most PSU manufacturers, Tagan have opted for what
they call a "pull/push" fan configuration.
What this actually means is that the two fans are
at opposite ends of the casing rather than one on
the rear and one on the bottom as is usual in two
advantage to this design is that the full internal
height of the case is available and Tagan were thus
able to use much bigger heat sinks as we'll see in
rear of the unit is your standard affair though I
kind of wish they'd used a gold rather than silver
fan grill...or maybe that's just me. You can see the
rubber covered power switch and the total absence
of any voltage selector switch.
the stern we see the intake fan along with the umbilical
mass of cabling. I'm sweating a little at the idea
of hiding all this cable away in my relatively compact
Wave Master case but believe me, if I was operating
a full tower I'd be over the moon.
to void the warranty and take a peep inside:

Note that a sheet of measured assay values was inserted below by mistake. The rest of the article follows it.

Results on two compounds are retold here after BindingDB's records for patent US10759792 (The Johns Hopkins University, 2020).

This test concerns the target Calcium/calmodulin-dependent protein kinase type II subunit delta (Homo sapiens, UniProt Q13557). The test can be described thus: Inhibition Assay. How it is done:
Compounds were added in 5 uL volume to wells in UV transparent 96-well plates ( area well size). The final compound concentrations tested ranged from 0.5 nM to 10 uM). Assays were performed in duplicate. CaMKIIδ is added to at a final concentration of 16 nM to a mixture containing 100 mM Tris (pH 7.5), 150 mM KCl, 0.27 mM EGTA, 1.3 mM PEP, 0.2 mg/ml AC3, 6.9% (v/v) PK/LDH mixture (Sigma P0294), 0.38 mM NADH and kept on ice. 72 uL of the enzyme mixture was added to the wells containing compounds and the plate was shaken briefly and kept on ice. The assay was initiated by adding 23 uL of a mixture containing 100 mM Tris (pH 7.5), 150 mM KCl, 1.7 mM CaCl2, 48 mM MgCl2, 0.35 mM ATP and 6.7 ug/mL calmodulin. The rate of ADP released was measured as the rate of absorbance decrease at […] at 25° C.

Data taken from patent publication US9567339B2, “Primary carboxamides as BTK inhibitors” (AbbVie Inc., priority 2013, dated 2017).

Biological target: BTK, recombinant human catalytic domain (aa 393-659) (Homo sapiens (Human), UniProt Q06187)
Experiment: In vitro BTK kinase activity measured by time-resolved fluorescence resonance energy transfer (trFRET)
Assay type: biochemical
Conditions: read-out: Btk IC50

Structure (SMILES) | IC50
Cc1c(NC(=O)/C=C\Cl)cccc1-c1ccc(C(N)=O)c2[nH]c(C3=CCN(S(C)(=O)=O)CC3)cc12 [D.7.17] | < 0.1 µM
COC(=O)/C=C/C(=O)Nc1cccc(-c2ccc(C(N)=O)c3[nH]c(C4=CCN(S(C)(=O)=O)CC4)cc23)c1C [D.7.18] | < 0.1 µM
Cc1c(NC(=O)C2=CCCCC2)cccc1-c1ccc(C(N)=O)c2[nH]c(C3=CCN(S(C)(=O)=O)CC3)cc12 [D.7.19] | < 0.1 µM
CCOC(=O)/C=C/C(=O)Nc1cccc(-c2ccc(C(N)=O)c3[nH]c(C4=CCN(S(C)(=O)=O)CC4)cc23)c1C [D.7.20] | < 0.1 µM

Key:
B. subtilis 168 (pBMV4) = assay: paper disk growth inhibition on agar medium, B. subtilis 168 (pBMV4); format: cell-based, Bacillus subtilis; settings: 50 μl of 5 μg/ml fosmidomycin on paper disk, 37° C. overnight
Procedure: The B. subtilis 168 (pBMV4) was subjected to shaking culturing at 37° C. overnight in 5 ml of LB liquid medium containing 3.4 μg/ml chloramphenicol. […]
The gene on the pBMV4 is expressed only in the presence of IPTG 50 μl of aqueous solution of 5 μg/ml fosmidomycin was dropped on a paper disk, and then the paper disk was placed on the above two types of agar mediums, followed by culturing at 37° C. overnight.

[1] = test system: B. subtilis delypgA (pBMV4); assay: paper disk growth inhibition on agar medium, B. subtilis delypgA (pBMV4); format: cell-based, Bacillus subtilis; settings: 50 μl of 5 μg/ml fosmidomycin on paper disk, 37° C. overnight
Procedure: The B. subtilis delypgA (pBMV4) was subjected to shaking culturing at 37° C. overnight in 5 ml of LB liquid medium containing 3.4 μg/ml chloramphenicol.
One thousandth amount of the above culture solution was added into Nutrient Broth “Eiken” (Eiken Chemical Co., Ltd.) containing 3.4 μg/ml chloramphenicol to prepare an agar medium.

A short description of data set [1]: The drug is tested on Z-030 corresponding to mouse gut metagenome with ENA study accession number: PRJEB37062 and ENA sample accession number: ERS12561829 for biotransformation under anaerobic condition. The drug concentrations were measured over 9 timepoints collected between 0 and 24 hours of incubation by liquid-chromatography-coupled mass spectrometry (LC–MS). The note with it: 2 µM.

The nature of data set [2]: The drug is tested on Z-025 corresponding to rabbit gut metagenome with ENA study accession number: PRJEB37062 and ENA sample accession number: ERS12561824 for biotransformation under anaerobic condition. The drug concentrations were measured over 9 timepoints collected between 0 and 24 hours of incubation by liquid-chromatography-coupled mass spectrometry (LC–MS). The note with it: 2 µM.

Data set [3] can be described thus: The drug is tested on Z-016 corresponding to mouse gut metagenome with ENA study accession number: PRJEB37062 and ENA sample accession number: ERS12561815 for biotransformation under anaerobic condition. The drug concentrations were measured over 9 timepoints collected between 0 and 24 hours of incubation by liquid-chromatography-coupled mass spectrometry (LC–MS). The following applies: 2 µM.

if you judge a power supply by how little space there
is inside then this thing is up with the elite. The
only signs of sloppiness are that somebody appears
to have left a couple of empty soda cans in there.
you can see those black, anodized heat sinks are impressively
large. Unlike the commonly used lumps of aluminium
these have additional surface area courtesy of the
array of fins they sport. The channels in the fins
run front to back in accordance with the direction
of the airflow.
the sheer number of components it's all surprisingly
neat and tidy without the usual mass of items glued
and bent together like some kind of afterthought.
There's clearly a lot of thought gone into the planning
of this power supply's internal layout.
fact even the fans are mounted on rubber buffers to
reduce noise levels. My only complaint here is that
the buffers were perhaps a little too compressed to
function as effectively as they should, an unfortunate
side effect of volume production no doubt. Even so
it's a sign of the level of thought that has gone
into the Tagan's design.